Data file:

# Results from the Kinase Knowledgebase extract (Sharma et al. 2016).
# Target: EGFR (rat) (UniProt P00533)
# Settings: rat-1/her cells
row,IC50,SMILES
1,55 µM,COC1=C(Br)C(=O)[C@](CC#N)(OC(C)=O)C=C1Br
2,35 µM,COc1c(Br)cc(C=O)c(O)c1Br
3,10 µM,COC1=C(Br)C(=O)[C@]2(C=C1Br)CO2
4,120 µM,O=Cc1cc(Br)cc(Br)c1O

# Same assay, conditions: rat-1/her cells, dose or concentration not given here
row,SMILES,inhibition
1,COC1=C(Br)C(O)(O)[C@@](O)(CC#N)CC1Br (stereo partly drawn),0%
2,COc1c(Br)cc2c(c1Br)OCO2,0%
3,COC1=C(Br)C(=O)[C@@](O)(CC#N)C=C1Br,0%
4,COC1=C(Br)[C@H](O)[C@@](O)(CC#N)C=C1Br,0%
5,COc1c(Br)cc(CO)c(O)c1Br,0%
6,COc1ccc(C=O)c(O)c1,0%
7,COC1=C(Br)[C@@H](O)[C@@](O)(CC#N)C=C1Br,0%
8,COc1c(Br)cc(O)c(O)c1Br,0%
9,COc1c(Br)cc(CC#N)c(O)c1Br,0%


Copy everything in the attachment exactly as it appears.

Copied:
# Results from the Kinase Knowledgebase extract (Sharma et al. 2016).
# Target: EGFR (rat) (UniProt P00533)
# Settings: rat-1/her cells
row,IC50,SMILES
1,55 µM,COC1=C(Br)C(=O)[C@](CC#N)(OC(C)=O)C=C1Br
2,35 µM,COc1c(Br)cc(C=O)c(O)c1Br
3,10 µM,COC1=C(Br)C(=O)[C@]2(C=C1Br)CO2
4,120 µM,O=Cc1cc(Br)cc(Br)c1O

# Same assay, conditions: rat-1/her cells, dose or concentration not given here
row,SMILES,inhibition
1,COC1=C(Br)C(O)(O)[C@@](O)(CC#N)CC1Br (stereo partly drawn),0%
2,COc1c(Br)cc2c(c1Br)OCO2,0%
3,COC1=C(Br)C(=O)[C@@](O)(CC#N)C=C1Br,0%
4,COC1=C(Br)[C@H](O)[C@@](O)(CC#N)C=C1Br,0%
5,COc1c(Br)cc(CO)c(O)c1Br,0%
6,COc1ccc(C=O)c(O)c1,0%
7,COC1=C(Br)[C@@H](O)[C@@](O)(CC#N)C=C1Br,0%
8,COc1c(Br)cc(O)c(O)c1Br,0%
9,COc1c(Br)cc(CC#N)c(O)c1Br,0%